The Kori Bustard (Ardeotis kori) is Africa's largest flying bird, especially males which are between 7 and 18 kg (15 and 40 lb) in weight, which may make them possibly the largest animal capable of flight today. Their size and dark crests are generally diagnostic amongst the bustards found in the Kori Bustard's range and thus not mistaken for other possible Bustard species which inhabit their domain, also Kori Bustards have a more greyish appearance.
Found in many countries of Sub-Saharan Africa the Kori Bustard can usually be seen in open grassy areas in these countries, which are characterised by sandy soil the Kgalagadi Transfrontier Park in South Africa being especially a productive area. Spending most of their time on the ground the wary Kori bustard can be quite shy birds despite their size, often running or crouching at the first sign of danger.
The Kori Bustard can be seen walking slowly and sedately as they forage, picking at the ground with their bills and like many other birds often follow herds of large animals around in the short grasses of their chosen habits hoping that the disturbance will provide any suitable food stuffs. Kori bustards are quite omnivorous birds but insects are an important food source with common species such as locusts and grasshoppers forming a large part of their diet.
However, plant material is also an important food with grasses and seeds being the most prominent plant foods in Kori Bustards diet. As mentioned Kori Bustards are large birds the male Kori Bustard stands between 120 to 150 cm (3 ft 11 in to 4 ft 11 in) tall and between 7 and 18 kg (15 and 40 lb). The female is about 71–120 cm (2 ft 4 in–3 ft 11 in) tall and weighs in at about an average of 4.8 to 6.1 kg (11 to 13 lb).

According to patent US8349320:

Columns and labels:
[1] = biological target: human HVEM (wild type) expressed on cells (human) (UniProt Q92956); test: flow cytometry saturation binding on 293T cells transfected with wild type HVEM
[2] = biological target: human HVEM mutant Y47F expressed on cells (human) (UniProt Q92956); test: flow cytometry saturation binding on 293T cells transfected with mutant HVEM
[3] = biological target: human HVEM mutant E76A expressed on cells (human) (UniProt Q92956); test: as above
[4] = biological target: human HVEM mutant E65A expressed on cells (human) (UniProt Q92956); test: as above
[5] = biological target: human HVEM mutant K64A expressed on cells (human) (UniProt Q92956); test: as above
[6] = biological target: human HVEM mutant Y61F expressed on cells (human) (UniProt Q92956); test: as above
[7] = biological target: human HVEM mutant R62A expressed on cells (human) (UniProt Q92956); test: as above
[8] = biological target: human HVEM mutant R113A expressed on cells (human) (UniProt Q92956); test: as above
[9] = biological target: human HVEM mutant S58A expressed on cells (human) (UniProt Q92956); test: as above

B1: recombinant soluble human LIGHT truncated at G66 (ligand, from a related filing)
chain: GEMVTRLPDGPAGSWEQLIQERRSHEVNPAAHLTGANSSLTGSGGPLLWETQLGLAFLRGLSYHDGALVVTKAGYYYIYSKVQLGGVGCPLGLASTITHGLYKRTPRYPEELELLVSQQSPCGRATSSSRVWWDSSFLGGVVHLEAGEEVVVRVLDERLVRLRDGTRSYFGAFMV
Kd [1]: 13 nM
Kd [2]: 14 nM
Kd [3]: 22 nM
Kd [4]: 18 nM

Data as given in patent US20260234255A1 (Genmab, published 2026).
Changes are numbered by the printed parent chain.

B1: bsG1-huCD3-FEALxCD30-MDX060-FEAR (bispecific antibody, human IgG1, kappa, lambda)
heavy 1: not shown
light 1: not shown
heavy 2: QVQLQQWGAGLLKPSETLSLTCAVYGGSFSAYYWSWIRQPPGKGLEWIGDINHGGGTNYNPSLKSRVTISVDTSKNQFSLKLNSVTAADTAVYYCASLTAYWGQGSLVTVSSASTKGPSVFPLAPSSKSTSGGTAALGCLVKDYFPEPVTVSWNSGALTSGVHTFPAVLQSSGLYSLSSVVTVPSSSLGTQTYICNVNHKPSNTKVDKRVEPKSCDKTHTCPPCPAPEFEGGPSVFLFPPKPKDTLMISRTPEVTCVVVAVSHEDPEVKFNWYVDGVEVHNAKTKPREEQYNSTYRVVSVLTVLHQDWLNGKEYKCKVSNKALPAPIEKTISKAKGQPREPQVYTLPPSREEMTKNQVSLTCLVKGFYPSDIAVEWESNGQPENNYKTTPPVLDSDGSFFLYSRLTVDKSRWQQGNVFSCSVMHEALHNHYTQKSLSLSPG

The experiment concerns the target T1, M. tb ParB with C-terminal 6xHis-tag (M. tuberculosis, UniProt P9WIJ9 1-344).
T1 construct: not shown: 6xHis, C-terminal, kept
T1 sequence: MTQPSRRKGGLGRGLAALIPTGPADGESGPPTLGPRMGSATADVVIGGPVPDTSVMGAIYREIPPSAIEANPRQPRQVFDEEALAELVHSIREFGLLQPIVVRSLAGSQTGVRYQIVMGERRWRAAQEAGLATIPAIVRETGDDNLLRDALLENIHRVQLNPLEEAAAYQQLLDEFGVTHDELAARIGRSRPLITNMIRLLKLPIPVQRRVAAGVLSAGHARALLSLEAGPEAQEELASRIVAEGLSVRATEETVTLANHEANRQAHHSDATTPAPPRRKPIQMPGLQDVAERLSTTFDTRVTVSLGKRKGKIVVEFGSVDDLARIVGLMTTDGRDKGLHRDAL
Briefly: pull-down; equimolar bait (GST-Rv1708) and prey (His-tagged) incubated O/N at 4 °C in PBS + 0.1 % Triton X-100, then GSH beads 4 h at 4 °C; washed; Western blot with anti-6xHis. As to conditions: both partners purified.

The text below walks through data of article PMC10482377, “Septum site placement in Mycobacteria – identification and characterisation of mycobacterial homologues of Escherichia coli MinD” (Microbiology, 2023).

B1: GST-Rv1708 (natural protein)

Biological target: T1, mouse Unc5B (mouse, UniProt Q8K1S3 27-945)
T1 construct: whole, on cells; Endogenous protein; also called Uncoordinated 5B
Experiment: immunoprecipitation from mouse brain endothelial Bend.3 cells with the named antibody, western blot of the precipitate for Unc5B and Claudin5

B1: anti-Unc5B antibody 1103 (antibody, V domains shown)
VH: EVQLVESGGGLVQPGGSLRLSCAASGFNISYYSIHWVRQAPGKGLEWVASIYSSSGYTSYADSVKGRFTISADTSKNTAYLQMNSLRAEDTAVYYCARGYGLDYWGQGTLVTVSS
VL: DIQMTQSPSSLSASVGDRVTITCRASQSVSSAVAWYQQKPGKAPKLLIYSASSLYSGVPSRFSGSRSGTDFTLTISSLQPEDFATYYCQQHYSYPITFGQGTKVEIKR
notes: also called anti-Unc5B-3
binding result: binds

Male Kori Bustards mating displays are quite spectacular, they hold their heads backwards, cheeks bulging with their crest held erect, the bill is open as the male Kori Bustard inflates its gular pouches, forming a white throat "balloon". During this display the oesophagus inflates to as much as four times its normal size and resembles a balloon. They also puff out their frontal neck feathers which are splayed upwards showing their white underside.
Sadly the Kori Bustard is generally a scarce bird and listed on Appendix II of CITES and the 2000 Eskom Red Data Book for Birds lists the status as vulnerable.
To buy or licence any photographs of Kori Bustard shown on this site as stock images or for your own personal or commercial use please browse our Kori Bustard photo gallery or if you have alternative or specific needs, then please go to our contact page and drop us a quick line with your requirements, we are always glad to assist you.
Return to:- Bustards